The NHS Shortfall in Funding; Suddenly An All-Party Issue
It has been interesting to observe how the former head of NHS England, David Nicholson’s, warning over an NHS “financial hole” has become big news in the context of the election. And how it has been framed.
BBC News have declared it an “all party issue” and they are neither alone nor original in that respect. It seems to be “the line”. All the parties will have to sit down and explain how they will deal with it. Remarkably little focus has been spared for how we got there. Five years of an entirely unnecessary and costly reorganisation, the underfunding, the sacking of “useless managers”, the farming off of lucrative services to private companies of friendly donors, the decline of performance and results – all forgotten. It’s everyone’s problem now.
And in a way it is, because it is a situation the consequences of which we all must suffer. But in another way it is not. To those of us who have been screaming “Save Our NHS” for the last five years it came as no surprise.
As early as 2012 the UK Statistical Authority had to rebuke the government for “misleading boasts” that they had increased health spending, when they had not.
In June 2014, senior Tories, including Stephen Dorrell, a former Conservative health secretary, Sarah Wollaston, a Tory MP, and Paul Burstow, a former coalition health minister, warned David Cameron that he needed to increase spending by as much as £15b over five years “if you don’t want the system to collapse during the course of the next parliament”.
In October 2014 Rob Webster, chief executive of the NHS Confederation, warned David Cameron of an impending NHS funding crisis.
As recently as last month top health chiefs like Chris Hopson, chief executive of NHS Providers which represents 96% of trusts, sounded the alarm, saying that “there’s a real danger that the strategic deterioration [in NHS finances] could speed up and get out of control”. Note that word: “strategic”.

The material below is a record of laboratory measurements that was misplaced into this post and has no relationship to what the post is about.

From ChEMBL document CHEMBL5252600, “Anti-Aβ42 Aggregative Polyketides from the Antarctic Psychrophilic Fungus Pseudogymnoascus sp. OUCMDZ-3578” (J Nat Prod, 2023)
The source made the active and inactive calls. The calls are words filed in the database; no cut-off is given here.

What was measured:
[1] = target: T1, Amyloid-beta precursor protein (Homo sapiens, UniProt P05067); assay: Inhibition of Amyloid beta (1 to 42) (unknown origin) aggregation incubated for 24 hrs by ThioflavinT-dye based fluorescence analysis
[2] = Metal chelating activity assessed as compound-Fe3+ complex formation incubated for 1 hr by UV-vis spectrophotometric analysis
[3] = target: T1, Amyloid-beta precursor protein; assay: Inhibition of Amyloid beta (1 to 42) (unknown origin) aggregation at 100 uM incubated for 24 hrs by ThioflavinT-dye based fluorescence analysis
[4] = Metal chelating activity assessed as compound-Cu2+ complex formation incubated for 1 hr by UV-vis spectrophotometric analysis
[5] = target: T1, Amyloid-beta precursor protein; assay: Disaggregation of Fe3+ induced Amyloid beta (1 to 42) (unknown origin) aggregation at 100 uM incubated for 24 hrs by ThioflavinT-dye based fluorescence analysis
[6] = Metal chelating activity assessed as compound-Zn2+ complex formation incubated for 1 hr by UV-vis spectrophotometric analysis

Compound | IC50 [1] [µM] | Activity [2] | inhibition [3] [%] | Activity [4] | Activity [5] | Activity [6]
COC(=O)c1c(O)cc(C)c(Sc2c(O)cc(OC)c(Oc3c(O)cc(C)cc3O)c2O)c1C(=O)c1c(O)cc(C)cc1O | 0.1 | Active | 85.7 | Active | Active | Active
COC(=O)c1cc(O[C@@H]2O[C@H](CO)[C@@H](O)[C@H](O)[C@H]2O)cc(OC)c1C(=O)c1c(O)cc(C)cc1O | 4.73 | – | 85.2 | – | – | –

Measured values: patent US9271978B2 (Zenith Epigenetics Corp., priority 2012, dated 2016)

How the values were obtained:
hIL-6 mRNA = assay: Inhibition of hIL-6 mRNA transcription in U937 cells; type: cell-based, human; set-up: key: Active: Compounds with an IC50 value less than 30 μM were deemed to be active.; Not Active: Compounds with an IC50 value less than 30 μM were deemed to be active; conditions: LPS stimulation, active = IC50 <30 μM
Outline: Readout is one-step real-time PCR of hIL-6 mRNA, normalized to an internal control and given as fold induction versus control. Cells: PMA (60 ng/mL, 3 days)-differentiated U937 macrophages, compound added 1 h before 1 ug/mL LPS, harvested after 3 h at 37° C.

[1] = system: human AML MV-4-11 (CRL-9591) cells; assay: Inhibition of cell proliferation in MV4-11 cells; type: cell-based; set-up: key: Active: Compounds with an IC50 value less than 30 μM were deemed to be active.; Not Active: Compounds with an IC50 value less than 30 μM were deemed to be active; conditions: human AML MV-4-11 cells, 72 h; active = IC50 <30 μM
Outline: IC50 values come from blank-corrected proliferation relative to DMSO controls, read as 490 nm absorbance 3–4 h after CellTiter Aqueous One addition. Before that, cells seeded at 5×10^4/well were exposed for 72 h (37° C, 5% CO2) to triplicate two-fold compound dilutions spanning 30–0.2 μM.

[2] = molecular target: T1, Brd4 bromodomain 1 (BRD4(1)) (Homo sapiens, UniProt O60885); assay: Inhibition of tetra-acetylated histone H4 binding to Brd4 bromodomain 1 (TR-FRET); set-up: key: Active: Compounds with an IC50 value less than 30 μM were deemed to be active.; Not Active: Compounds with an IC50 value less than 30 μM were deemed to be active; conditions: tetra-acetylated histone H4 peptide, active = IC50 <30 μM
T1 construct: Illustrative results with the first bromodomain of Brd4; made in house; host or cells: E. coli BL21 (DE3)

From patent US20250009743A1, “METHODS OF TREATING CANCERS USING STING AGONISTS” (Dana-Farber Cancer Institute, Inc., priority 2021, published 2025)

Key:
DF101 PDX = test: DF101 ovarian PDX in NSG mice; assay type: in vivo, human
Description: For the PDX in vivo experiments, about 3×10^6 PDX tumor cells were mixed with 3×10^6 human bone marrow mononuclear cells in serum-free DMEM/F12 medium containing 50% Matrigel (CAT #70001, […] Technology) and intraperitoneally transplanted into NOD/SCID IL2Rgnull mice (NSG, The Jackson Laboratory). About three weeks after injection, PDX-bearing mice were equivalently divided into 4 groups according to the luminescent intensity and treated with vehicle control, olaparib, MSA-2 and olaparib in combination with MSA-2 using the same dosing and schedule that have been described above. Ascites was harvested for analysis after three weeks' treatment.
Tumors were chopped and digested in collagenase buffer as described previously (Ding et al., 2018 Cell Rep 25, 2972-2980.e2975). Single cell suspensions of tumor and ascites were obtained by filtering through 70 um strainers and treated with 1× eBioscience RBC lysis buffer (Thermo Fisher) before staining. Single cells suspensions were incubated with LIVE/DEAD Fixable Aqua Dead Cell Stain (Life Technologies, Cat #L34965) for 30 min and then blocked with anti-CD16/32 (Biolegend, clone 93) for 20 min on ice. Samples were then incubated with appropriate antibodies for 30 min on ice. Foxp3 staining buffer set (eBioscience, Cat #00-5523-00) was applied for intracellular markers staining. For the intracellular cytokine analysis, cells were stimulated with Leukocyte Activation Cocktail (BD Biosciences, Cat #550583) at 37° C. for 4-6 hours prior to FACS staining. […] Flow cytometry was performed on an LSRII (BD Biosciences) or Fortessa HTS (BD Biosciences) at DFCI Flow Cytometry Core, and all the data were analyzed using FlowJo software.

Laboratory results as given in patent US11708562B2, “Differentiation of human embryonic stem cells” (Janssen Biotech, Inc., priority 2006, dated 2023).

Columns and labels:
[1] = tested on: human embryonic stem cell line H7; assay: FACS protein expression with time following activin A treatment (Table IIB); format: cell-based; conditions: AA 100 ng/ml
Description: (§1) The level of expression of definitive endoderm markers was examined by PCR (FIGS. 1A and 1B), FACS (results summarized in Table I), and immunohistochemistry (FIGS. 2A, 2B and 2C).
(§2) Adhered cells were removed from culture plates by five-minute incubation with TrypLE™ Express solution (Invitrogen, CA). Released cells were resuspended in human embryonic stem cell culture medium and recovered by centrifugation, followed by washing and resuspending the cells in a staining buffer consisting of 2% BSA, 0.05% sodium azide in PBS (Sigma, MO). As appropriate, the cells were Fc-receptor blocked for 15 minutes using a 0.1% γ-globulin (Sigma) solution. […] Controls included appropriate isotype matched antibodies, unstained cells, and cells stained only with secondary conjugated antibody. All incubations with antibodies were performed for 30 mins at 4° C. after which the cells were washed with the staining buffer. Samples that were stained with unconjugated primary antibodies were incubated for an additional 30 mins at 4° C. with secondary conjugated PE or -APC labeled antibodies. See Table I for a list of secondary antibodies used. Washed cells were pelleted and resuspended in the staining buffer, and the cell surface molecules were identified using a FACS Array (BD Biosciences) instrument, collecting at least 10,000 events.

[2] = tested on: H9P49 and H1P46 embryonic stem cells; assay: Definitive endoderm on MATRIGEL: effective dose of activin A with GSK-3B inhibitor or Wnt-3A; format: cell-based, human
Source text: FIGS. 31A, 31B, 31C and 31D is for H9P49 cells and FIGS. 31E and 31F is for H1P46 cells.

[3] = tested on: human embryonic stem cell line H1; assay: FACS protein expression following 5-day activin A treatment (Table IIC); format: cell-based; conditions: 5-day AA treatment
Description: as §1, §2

Even David Cameron’s brother-in-law, a cardiologist in the NHS, joined the chorus of disapproval in February, writing: “I think it is important that people understand that this is unprecedented. There is no doubt that we, and other hospitals around the country, are facing extraordinary challenges.”
So, let us not pretend this is a surprise and let us not pretend that it is not a party political issue. It is absolutely a party political issue which should weigh heavily on people’s minds as they assess pre-election promises regarding health and decide how they might cast their vote.
Yes, the problem is everyone’s now, but no, it was not created by everyone. It was most definitely created by a very identifiable group of people, who ought to be accountable.
UPDATE 17:10 – Just watched BBC News24’s 5pm bulletin. The BBC are now spinning this story actively against Labour (and Ukip). Because, while the Conservatives and LibDems (the parties who created the situation and ignored the warnings for five years) have promised the £8b the NHS needs (uncosted and prompted by Nicholson’s outburst), Labour have only promised £2.5b extra (and Ukip £3b). I genuinely don’t know whether this is cackhandedness or there is a larger agenda at work, but the consistent lack of critical thinking when it comes to the Coalition’s record from sections of the BBC is nothing short of astounding.